WINSLOW — The Planning Board accepted proposed changes to the town’s shoreland zoning article that will align it more closely with the new state code.

The new code doesn’t use volume for measuring an expansion to a property in the shoreland area, but still uses square footage. Code Enforcement Officer Dabney Lewis said the changes might allow people to build pitched roofs. Some residents had built flat roofs before so they could put an addition on their homes, and now have trouble with them.

The changes are subject to approval by the Town Council, which would conduct two readings of them before deciding the matter, according to Town Manager Michael Heavener.

Lewis also recommended that the board accept a change in timber harvesting that would give control over to the state. The town previously used a combination of municipal and state authority.

One resident, Don Frost, attended the meeting to ask the board to look at an exemption. The code says that fences less than 6 feet high aren’t structures, and thus don’t require a permit and aren’t restricted by the setback rule.

Frost said he’s worried about fences going all the way to the lake and blocking his view.

“I pay taxes on my view,” he said.

While some board members agreed with Frost, Mark Ward said some people might build a fence for privacy or to block views of messy yards.

“You want a view; maybe they don’t want to see their neighbors,” he said.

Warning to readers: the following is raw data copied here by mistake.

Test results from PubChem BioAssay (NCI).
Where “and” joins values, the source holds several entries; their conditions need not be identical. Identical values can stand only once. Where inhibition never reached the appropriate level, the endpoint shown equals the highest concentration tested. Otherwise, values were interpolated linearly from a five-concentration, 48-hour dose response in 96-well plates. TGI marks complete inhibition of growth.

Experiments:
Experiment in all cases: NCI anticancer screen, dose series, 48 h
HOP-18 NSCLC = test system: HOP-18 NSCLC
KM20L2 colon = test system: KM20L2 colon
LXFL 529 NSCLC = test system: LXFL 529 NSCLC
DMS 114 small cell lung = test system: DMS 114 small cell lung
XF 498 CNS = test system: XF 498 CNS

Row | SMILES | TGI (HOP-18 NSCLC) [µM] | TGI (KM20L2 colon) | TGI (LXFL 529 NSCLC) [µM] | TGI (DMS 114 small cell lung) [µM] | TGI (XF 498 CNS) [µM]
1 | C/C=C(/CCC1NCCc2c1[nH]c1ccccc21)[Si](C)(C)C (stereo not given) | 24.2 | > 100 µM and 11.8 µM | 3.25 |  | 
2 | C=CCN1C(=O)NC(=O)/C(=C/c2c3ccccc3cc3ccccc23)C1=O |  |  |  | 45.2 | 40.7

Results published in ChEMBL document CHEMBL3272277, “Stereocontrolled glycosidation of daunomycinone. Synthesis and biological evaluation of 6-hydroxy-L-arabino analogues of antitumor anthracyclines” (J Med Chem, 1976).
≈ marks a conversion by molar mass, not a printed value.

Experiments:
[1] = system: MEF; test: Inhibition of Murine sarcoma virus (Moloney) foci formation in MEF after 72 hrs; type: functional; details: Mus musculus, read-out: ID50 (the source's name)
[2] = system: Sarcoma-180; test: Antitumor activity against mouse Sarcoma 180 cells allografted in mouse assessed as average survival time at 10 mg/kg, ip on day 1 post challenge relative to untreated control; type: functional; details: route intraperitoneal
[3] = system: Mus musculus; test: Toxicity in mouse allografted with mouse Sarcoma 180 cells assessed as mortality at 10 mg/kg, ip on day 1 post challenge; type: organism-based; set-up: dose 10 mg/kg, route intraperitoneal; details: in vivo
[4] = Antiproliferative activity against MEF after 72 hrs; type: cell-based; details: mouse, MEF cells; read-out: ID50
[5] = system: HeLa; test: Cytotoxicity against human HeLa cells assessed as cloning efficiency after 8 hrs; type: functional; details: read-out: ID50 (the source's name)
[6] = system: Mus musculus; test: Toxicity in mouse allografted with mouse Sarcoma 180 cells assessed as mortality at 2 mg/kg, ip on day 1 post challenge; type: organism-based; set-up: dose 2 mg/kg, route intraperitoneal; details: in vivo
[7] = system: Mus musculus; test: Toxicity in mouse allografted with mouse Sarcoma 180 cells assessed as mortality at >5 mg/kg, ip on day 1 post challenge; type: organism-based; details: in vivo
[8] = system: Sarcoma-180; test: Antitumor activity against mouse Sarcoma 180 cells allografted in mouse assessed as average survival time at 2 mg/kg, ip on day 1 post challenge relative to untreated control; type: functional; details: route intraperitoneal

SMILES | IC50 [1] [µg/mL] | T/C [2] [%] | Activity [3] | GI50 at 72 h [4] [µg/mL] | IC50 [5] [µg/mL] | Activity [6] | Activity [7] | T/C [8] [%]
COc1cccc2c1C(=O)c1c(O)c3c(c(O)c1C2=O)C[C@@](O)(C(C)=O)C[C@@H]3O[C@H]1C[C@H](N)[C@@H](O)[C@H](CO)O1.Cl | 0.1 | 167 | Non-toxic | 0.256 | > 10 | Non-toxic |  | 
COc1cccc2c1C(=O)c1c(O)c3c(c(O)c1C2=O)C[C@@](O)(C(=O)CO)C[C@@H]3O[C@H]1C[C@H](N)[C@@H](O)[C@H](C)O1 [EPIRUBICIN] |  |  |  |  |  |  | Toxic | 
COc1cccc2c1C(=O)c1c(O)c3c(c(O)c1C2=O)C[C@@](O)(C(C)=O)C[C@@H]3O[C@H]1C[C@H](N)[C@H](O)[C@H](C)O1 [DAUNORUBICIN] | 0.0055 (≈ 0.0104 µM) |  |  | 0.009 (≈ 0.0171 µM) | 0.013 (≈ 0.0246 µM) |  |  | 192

Board Chairman Elery Keene proposed passing the proposed changes, as the fence exemption wasn’t included in them, and getting input from more people to change that part of the article later on. A motion was made and passed, 5-0.

The board also discussed mobile and modular homes. Heavener asked the board to look into allowing mobiles homes in the conservation district, which previously was part of the rural district, which does allow mobile homes.

Because of restrictions over the years, Winslow now has only one district that allows mobile homes.

Keene said not putting a provision for mobile homes in the conservation district was probably an oversight by the board, and he couldn’t remember any discussion on the topic.

Board members discussed further how they couldn’t allow mobile homes everywhere in town.

“If you put a $30,000 mobile home next to a $300,000 home, the value of the mobile home goes up and the value of the $300,000 home goes down,” board member Andrew Vear said. “We need to have some place to put them, but they don’t belong everywhere.”

The board voted to have Lewis write draft definitions for manufactured, mobile and modular homes to update the town code, and it plans to revisit the question of the conservation district once the definitions are finished.

Madeline St. Amour — 861-9239

[email protected]

Twitter: @madelinestamour

 


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